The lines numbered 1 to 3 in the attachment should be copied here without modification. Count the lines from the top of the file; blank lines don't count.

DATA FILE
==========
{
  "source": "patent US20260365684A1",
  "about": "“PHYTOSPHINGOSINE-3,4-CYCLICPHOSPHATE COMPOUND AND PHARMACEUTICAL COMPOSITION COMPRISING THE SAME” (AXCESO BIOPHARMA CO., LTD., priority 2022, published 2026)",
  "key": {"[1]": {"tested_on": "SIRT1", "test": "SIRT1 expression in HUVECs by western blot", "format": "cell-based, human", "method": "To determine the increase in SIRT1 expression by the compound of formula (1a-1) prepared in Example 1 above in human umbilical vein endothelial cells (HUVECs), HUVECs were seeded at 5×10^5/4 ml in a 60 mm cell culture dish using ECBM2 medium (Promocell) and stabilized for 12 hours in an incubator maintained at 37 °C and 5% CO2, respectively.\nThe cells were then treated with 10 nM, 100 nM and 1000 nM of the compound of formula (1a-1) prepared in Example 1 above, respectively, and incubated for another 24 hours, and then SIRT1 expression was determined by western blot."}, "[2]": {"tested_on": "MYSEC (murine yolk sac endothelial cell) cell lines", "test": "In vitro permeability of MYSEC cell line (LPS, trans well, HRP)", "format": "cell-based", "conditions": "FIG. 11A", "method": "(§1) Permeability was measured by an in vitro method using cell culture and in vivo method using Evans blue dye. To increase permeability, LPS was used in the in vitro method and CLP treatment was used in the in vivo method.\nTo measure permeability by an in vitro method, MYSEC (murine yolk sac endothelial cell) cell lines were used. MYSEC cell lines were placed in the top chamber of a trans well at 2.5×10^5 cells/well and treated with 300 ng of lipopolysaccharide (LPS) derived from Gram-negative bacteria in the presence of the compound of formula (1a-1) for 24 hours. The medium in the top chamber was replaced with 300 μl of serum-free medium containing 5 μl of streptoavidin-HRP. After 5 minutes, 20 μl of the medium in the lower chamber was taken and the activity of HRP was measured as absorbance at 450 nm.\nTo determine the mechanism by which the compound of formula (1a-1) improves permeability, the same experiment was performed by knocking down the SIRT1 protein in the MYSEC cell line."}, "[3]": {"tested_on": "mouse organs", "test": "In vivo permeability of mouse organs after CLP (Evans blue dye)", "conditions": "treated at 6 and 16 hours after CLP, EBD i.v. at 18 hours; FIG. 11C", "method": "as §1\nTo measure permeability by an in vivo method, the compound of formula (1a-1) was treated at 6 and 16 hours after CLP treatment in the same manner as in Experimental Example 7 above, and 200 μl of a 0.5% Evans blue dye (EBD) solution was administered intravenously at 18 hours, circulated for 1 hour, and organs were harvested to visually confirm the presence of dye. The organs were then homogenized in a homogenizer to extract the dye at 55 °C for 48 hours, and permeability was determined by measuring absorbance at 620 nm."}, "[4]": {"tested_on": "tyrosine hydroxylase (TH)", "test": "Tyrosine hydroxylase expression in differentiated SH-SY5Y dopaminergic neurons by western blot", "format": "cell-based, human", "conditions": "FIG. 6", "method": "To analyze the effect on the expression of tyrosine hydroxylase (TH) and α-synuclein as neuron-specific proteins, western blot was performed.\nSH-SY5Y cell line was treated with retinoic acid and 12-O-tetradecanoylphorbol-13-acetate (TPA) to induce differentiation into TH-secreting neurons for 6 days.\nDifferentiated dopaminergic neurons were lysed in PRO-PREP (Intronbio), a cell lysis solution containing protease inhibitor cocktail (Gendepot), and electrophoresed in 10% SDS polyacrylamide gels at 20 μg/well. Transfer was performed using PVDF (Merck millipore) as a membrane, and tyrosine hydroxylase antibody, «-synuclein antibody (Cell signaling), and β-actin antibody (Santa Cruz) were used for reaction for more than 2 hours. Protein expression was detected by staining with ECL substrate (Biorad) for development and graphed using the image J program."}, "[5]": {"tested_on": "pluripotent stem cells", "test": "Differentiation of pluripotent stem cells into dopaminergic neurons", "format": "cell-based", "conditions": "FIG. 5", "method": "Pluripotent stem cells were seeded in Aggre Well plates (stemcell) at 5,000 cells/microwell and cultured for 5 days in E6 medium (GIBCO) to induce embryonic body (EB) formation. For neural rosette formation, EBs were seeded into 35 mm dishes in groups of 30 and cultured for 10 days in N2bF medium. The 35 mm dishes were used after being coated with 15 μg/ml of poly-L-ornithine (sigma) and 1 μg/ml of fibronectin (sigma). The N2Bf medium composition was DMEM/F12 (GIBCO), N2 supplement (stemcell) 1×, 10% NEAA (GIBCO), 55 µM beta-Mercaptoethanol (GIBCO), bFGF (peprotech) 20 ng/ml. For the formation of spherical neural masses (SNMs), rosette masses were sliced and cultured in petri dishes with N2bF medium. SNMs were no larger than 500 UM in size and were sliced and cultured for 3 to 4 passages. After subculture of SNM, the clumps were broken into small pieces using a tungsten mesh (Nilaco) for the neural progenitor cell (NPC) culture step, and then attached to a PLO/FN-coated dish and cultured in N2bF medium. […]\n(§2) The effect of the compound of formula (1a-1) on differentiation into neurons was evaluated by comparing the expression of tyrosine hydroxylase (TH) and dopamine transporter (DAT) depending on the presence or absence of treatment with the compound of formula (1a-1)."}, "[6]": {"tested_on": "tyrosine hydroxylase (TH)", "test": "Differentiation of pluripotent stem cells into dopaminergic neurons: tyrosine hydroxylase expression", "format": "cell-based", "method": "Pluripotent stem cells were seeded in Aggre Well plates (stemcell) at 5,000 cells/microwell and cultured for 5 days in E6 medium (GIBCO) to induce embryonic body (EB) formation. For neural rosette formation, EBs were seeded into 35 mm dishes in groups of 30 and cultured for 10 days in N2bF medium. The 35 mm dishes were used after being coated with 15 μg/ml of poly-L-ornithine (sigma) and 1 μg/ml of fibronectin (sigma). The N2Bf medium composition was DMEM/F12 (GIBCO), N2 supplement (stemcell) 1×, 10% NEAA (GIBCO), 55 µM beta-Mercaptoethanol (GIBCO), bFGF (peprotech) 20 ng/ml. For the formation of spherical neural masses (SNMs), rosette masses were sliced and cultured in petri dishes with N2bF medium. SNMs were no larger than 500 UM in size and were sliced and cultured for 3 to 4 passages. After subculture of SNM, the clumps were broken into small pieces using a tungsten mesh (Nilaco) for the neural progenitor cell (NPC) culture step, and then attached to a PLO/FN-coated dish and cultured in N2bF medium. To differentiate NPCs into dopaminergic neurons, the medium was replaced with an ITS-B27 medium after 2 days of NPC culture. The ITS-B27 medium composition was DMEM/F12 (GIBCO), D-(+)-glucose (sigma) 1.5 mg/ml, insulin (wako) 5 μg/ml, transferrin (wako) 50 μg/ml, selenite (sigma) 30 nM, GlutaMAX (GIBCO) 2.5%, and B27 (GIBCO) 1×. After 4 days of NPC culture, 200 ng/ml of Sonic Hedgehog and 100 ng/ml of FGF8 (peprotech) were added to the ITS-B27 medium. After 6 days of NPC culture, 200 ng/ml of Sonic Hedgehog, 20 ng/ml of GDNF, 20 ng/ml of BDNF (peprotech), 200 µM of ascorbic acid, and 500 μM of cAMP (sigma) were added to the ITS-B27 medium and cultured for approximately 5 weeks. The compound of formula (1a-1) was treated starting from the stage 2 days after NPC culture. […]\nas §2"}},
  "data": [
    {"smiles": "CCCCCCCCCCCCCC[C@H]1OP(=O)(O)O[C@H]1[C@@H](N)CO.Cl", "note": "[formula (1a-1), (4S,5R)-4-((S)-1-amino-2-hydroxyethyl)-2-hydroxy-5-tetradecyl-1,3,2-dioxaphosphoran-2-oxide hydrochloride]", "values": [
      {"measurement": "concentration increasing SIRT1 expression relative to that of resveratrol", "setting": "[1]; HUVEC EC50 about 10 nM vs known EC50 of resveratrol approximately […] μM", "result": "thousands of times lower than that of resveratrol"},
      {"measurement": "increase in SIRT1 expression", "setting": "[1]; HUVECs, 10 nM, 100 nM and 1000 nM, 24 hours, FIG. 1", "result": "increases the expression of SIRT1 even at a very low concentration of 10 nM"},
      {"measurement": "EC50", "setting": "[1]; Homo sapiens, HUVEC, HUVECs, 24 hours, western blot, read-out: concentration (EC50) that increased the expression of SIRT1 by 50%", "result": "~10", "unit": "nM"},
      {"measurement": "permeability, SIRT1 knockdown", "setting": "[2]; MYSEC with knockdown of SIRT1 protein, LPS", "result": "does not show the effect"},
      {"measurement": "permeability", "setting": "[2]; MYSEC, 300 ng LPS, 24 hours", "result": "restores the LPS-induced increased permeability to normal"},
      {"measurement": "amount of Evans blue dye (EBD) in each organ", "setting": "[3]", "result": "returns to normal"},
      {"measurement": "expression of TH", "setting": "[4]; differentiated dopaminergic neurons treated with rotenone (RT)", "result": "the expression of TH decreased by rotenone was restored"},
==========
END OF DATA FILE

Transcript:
{
  "source": "patent US20260365684A1",
  "about": "“PHYTOSPHINGOSINE-3,4-CYCLICPHOSPHATE COMPOUND AND PHARMACEUTICAL COMPOSITION COMPRISING THE SAME” (AXCESO BIOPHARMA CO., LTD., priority 2022, published 2026)",